FORT WORTH, TEXAS - A Fort Worth father is voicing his concern with the city's 911 service after he says an urgent call for his ill child went unanswered Friday night.
Dustin Shutler lives near Highway 170 in the north part of town.
Friday evening, he noticed his two-year-old son had a slight fever when he woke up from a nap. Within an hour, his condition went from bad to worse.
"I heard my wife yell my name. I could hear something in her voice something was wrong. I looked over and saw my two-year-old son slouched forward with his eyes shut," says Shutler.
The boy's temperature had suddenly spiked to over 104 degrees. What they didn't know then, was the boy had an infection.
While mom tried to cool him down, dad urgently dialed 911. And that is when the real agony began.
"Everything is going a million miles an hour. Phone rings, and rings and rings, maybe six or seven times, then I got a recording," says Dustin.
He said the phone then resumed ringing, but no one ever answered.
As the minutes ticked by, the couple finally put little Flint in the back of their car and hightailed it to the emergency room.
"I don't understand. You're always taught call 911, both for an ambulance and to get help on what to do," says Dustin.
When he called back on Saturday for an explanation, he says an operator flatly told him that Fridays are busy and it's not unusual for calls to go unanswered.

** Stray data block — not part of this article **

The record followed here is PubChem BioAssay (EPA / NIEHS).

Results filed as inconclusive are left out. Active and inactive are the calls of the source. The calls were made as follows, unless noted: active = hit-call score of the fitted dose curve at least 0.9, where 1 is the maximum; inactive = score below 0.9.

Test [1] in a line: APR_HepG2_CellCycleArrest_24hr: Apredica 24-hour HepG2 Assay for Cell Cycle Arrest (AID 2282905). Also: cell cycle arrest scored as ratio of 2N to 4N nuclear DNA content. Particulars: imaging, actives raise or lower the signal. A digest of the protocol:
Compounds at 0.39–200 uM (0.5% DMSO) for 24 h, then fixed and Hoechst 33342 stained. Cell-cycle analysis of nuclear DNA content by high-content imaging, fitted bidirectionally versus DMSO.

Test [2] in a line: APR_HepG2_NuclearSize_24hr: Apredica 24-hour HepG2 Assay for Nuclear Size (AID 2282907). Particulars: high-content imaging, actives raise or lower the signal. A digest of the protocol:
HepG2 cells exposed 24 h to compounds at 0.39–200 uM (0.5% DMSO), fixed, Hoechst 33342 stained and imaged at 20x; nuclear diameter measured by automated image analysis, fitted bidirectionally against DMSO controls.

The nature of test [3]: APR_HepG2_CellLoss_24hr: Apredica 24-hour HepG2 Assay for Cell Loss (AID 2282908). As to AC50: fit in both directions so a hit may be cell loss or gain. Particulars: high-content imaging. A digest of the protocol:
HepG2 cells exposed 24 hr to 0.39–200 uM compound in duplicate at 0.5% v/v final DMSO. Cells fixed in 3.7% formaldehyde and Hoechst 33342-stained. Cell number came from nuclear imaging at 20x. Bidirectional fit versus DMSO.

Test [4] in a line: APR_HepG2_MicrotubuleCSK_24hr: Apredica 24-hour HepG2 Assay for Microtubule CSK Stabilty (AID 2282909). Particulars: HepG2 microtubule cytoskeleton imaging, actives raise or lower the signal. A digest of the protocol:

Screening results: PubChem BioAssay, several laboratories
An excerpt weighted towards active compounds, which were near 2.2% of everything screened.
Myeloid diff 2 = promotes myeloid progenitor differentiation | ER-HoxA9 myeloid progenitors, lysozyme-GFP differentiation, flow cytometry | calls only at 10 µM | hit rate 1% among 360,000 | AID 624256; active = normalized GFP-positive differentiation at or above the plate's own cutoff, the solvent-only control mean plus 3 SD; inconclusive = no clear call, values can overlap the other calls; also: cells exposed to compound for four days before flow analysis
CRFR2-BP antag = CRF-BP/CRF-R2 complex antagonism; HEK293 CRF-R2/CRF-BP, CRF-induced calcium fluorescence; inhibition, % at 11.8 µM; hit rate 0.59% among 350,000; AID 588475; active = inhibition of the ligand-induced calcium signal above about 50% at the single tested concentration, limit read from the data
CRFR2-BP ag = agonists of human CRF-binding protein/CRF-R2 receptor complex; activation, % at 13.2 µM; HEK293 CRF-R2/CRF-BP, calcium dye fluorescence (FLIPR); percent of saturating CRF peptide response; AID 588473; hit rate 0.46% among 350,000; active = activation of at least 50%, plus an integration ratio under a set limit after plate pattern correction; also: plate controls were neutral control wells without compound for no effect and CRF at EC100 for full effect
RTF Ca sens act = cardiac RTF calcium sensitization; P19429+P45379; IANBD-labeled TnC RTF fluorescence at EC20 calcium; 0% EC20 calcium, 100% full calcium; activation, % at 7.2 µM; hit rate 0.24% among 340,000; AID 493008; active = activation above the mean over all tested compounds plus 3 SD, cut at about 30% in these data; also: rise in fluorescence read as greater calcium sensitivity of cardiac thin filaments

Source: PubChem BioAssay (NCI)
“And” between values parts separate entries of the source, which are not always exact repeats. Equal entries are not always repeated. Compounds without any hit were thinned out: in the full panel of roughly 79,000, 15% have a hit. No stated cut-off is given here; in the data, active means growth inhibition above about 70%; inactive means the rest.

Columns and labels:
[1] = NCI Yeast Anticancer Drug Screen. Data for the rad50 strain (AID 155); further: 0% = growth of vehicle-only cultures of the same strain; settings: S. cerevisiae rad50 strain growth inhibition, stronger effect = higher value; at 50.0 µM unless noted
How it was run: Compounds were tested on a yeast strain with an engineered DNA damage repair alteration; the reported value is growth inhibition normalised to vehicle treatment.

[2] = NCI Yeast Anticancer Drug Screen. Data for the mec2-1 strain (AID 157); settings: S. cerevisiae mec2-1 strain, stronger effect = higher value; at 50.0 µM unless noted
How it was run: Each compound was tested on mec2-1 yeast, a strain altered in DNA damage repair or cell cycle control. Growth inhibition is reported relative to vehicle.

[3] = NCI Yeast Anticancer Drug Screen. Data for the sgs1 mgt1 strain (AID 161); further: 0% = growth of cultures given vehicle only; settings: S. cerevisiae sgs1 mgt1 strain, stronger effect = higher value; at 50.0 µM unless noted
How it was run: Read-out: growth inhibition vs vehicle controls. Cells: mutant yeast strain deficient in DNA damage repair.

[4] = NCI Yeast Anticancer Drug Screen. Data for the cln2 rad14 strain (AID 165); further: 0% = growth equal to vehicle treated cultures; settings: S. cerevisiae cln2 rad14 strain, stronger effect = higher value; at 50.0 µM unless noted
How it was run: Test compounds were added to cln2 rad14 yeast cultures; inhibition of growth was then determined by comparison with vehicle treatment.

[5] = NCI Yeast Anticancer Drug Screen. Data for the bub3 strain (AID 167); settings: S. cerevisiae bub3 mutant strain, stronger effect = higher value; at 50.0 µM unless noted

The city's 911 dispatch center, which is run by personnel from Fort Worth police, tells WFAA that this past Friday saw 60 incoming calls in the half hour window around Dustin's attempt.
In a statement, the department said at the same time Dustin's call was coming in, they were "...inundated with calls related to two vehicles traveling through the Montgomery Plaza area on W. 7th firing shots at each other. These vehicles eventually wrecked, and several people became involved in a large fight."
Police say nearly half of their 15 call takers were fielding 911 calls associated with the shooting.
The Montgomery Plaza area is filled with popular restaurants and bars. It also has some of the city's priciest loft apartments, and rarely sees violent crime.
Still, Dustin says he thinks a city the size of Fort Worth should be able to handle multiple calls. He thinks his experience is a wake up call.
"It just is concerning," he says. "I guess from now on, I'll make sure all of my emergencies don't happen on Friday nights."
Flint is out of the hospital and recovering at home. Dustin says he even suffered a febrile seizure due to his temperature and illness.
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